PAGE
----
You Can Go Home Again
Geoffrey D. Smith
Thieves of Book Row: New York’s Most Notorious Rare Book Ring and the Man Who Stopped It by Travis McDade (Oxford University Press, 2013) chronicles the free-wheeling looting of collegiate and public libraries in the 1920’s and 1930’s. Raiding primarily East coast libraries, particularly the New York Public Library, the book thieves would fence their books on Book Row, the legendary used book store center on Fourth Avenue in New York City. Though most book sellers were reputable, others were complicit in the thefts though criminal prosecution proved difficult. Library security was extremely lax those many decades ago and even volumes sequestered as rare books were easily accessible and vulnerable to theft. Most libraries, then, were easy targets for the highly organized gangs of book thieves who victimized “Columbia, Harvard, Dartmouth, Princeton, and other small university and public libraries throughout the Northeast.” (144)
Current security measures in rare book libraries are much more stringent than they were eighty years ago. Standard operating procedures in most contemporary rare book libraries include dual coverage of reading rooms, sign in sheets and ID requirements, security cameras and improved documentation of holdings. Still, at Ohio State (and many other institutions) many older, relatively rare books were kept in the general collections for decades and were not transferred to the Rare Books and Manuscripts Library, on a large scale, until the late 1990’s and early 2000’s. A systematic review of general collections at many research libraries was incited by the influential report “Preserving Research Collections: A Collaboration between Librarians and Scholars” (1999) issued by the Task Force on the Preservation of the Artifact made up of the Association of Research Libraries, the Modern Language Association and the American Historical Association with input from numerous other learned societies. Although the transfer process at Ohio State secured many valuable items from general circulation, it also revealed that many volumes were missing, most likely due to theft.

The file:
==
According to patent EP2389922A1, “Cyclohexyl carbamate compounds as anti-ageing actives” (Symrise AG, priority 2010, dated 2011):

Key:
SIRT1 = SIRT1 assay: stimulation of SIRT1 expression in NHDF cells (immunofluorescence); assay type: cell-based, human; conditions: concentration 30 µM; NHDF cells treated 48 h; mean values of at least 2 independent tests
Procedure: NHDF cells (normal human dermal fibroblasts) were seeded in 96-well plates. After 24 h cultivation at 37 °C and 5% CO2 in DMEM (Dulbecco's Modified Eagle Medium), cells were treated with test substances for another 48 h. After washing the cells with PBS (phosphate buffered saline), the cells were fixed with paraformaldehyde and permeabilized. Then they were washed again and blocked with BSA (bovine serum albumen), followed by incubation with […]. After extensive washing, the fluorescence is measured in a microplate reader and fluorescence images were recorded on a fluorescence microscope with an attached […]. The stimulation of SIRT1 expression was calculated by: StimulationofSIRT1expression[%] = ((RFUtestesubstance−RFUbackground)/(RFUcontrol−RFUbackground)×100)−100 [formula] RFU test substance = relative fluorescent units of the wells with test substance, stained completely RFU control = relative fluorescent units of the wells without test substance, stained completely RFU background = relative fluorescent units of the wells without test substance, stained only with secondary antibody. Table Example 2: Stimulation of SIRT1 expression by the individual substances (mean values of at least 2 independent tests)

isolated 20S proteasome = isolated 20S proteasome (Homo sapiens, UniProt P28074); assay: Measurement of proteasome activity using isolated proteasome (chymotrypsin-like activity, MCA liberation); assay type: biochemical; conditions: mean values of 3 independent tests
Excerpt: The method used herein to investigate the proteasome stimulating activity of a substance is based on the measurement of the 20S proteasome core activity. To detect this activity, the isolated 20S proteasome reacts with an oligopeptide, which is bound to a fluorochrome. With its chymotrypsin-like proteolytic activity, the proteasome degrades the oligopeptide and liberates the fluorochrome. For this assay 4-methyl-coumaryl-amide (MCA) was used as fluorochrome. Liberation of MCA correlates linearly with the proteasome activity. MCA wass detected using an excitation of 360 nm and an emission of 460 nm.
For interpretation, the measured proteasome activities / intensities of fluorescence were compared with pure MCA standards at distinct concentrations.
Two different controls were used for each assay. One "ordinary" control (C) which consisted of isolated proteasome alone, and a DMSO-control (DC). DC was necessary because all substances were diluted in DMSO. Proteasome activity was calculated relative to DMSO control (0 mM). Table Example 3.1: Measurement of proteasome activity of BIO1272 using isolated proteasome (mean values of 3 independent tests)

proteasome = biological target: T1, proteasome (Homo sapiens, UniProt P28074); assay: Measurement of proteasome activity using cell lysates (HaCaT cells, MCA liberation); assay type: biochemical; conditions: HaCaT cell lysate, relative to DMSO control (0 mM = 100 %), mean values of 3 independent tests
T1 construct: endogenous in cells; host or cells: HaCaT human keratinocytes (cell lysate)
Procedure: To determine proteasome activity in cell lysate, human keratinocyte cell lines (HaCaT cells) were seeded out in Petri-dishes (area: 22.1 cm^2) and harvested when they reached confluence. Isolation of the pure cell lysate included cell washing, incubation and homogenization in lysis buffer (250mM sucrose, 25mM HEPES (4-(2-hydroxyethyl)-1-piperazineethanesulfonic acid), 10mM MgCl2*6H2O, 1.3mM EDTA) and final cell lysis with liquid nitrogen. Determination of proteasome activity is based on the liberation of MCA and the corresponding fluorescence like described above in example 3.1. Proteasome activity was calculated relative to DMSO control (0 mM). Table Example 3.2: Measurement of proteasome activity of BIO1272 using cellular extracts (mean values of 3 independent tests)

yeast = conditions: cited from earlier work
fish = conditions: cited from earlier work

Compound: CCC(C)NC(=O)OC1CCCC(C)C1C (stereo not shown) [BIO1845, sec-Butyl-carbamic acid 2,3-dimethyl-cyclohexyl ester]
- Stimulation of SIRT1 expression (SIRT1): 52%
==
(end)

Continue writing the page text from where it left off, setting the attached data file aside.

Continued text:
This past summer, it came to my attention from John Howell, a west coast bookseller, that several volumes of eighteenth-century French books, which were being offered for sale, had markings from the Ohio State University Library (perforated title pages, a practice frowned upon today, but, as evidenced here, an effective means of book identification). A search of our catalog records revealed that the items were, indeed, listed as part of OSUL, but that they had been missing since 2001, the period when Rare Books was doing its sweep of the general collections. Although the items were identified as being missing since 2001, their actual disappearance may have been ten, twenty, thirty, forty, fifty or more years earlier. Heaven knows where they had been in the meantime, but they were now in the hands of Dato Mio, a New York City artist, who cooperated greatly in expediting their return to Ohio State. They are now stored in the Rare Books stacks rather than the general collections.
We can only estimate how many other early books have left the OSUL shelves over the years. In terms of rare book value, the returned items were modest, $1,500 – $2,000, but their scholarly value may be of great significance to our faculty, students and visiting scholars. More importantly, especially during this festive time of year, their return restores faith in the good intentions of people everywhere: time cannot face good works or good deeds.